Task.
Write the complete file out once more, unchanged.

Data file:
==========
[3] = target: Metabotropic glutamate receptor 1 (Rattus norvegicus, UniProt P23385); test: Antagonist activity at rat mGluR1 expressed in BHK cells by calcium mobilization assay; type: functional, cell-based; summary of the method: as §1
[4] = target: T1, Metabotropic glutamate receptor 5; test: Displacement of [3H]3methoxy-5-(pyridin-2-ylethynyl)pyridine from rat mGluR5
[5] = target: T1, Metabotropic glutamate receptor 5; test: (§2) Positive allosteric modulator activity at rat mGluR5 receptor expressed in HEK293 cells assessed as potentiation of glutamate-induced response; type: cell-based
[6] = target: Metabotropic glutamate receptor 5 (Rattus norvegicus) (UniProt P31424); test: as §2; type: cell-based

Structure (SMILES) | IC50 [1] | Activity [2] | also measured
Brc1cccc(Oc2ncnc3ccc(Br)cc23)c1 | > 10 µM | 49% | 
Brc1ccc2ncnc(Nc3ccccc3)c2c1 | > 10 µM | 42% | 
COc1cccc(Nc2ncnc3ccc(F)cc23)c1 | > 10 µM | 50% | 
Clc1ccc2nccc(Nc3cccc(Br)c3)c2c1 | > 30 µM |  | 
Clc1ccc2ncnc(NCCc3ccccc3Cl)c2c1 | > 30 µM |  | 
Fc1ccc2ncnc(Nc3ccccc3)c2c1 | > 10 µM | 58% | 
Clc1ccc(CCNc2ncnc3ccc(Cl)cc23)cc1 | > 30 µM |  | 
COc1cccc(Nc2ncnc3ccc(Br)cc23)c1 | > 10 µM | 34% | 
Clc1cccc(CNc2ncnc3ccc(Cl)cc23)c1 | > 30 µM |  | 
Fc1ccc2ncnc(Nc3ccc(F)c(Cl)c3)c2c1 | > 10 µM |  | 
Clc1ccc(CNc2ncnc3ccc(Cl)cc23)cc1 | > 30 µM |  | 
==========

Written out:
[3] = target: Metabotropic glutamate receptor 1 (Rattus norvegicus, UniProt P23385); test: Antagonist activity at rat mGluR1 expressed in BHK cells by calcium mobilization assay; type: functional, cell-based; summary of the method: as §1
[4] = target: T1, Metabotropic glutamate receptor 5; test: Displacement of [3H]3methoxy-5-(pyridin-2-ylethynyl)pyridine from rat mGluR5
[5] = target: T1, Metabotropic glutamate receptor 5; test: (§2) Positive allosteric modulator activity at rat mGluR5 receptor expressed in HEK293 cells assessed as potentiation of glutamate-induced response; type: cell-based
[6] = target: Metabotropic glutamate receptor 5 (Rattus norvegicus) (UniProt P31424); test: as §2; type: cell-based

Structure (SMILES) | IC50 [1] | Activity [2] | also measured
Brc1cccc(Oc2ncnc3ccc(Br)cc23)c1 | > 10 µM | 49% | 
Brc1ccc2ncnc(Nc3ccccc3)c2c1 | > 10 µM | 42% | 
COc1cccc(Nc2ncnc3ccc(F)cc23)c1 | > 10 µM | 50% | 
Clc1ccc2nccc(Nc3cccc(Br)c3)c2c1 | > 30 µM |  | 
Clc1ccc2ncnc(NCCc3ccccc3Cl)c2c1 | > 30 µM |  | 
Fc1ccc2ncnc(Nc3ccccc3)c2c1 | > 10 µM | 58% | 
Clc1ccc(CCNc2ncnc3ccc(Cl)cc23)cc1 | > 30 µM |  | 
COc1cccc(Nc2ncnc3ccc(Br)cc23)c1 | > 10 µM | 34% | 
Clc1cccc(CNc2ncnc3ccc(Cl)cc23)c1 | > 30 µM |  | 
Fc1ccc2ncnc(Nc3ccc(F)c(Cl)c3)c2c1 | > 10 µM |  | 
Clc1ccc(CNc2ncnc3ccc(Cl)cc23)cc1 | > 30 µM |  | 